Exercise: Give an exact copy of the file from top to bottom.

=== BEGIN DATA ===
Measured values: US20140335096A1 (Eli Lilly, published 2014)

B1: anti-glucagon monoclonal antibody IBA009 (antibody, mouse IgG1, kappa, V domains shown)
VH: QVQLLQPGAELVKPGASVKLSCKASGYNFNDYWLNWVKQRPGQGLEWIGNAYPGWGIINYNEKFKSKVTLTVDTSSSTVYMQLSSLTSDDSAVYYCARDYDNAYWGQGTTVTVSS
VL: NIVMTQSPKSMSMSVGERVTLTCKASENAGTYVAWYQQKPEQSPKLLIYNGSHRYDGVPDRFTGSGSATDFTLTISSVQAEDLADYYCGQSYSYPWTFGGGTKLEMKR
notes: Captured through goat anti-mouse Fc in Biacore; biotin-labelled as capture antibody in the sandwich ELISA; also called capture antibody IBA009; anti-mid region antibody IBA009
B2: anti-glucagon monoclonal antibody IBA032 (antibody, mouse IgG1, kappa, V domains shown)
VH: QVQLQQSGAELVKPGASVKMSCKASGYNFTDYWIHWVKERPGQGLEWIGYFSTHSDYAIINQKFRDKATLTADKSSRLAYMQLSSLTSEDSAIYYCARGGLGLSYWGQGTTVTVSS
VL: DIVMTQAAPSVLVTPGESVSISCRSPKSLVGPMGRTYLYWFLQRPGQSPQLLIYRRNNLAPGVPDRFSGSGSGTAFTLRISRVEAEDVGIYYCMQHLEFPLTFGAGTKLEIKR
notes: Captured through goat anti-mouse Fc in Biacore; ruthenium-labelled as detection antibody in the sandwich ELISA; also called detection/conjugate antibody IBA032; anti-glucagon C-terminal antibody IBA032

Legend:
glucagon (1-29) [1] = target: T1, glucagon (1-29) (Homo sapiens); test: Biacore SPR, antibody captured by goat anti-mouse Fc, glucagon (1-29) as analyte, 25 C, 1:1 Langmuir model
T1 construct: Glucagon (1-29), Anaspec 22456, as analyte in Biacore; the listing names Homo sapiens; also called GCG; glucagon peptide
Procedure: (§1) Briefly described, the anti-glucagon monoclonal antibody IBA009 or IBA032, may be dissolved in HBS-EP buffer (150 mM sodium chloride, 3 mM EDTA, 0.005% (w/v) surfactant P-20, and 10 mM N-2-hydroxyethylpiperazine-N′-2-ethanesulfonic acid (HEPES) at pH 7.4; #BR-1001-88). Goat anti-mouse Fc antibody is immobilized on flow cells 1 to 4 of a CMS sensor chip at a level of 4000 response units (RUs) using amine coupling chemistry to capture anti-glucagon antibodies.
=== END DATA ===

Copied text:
Measured values: US20140335096A1 (Eli Lilly, published 2014)

B1: anti-glucagon monoclonal antibody IBA009 (antibody, mouse IgG1, kappa, V domains shown)
VH: QVQLLQPGAELVKPGASVKLSCKASGYNFNDYWLNWVKQRPGQGLEWIGNAYPGWGIINYNEKFKSKVTLTVDTSSSTVYMQLSSLTSDDSAVYYCARDYDNAYWGQGTTVTVSS
VL: NIVMTQSPKSMSMSVGERVTLTCKASENAGTYVAWYQQKPEQSPKLLIYNGSHRYDGVPDRFTGSGSATDFTLTISSVQAEDLADYYCGQSYSYPWTFGGGTKLEMKR
notes: Captured through goat anti-mouse Fc in Biacore; biotin-labelled as capture antibody in the sandwich ELISA; also called capture antibody IBA009; anti-mid region antibody IBA009
B2: anti-glucagon monoclonal antibody IBA032 (antibody, mouse IgG1, kappa, V domains shown)
VH: QVQLQQSGAELVKPGASVKMSCKASGYNFTDYWIHWVKERPGQGLEWIGYFSTHSDYAIINQKFRDKATLTADKSSRLAYMQLSSLTSEDSAIYYCARGGLGLSYWGQGTTVTVSS
VL: DIVMTQAAPSVLVTPGESVSISCRSPKSLVGPMGRTYLYWFLQRPGQSPQLLIYRRNNLAPGVPDRFSGSGSGTAFTLRISRVEAEDVGIYYCMQHLEFPLTFGAGTKLEIKR
notes: Captured through goat anti-mouse Fc in Biacore; ruthenium-labelled as detection antibody in the sandwich ELISA; also called detection/conjugate antibody IBA032; anti-glucagon C-terminal antibody IBA032

Legend:
glucagon (1-29) [1] = target: T1, glucagon (1-29) (Homo sapiens); test: Biacore SPR, antibody captured by goat anti-mouse Fc, glucagon (1-29) as analyte, 25 C, 1:1 Langmuir model
T1 construct: Glucagon (1-29), Anaspec 22456, as analyte in Biacore; the listing names Homo sapiens; also called GCG; glucagon peptide
Procedure: (§1) Briefly described, the anti-glucagon monoclonal antibody IBA009 or IBA032, may be dissolved in HBS-EP buffer (150 mM sodium chloride, 3 mM EDTA, 0.005% (w/v) surfactant P-20, and 10 mM N-2-hydroxyethylpiperazine-N′-2-ethanesulfonic acid (HEPES) at pH 7.4; #BR-1001-88). Goat anti-mouse Fc antibody is immobilized on flow cells 1 to 4 of a CMS sensor chip at a level of 4000 response units (RUs) using amine coupling chemistry to capture anti-glucagon antibodies.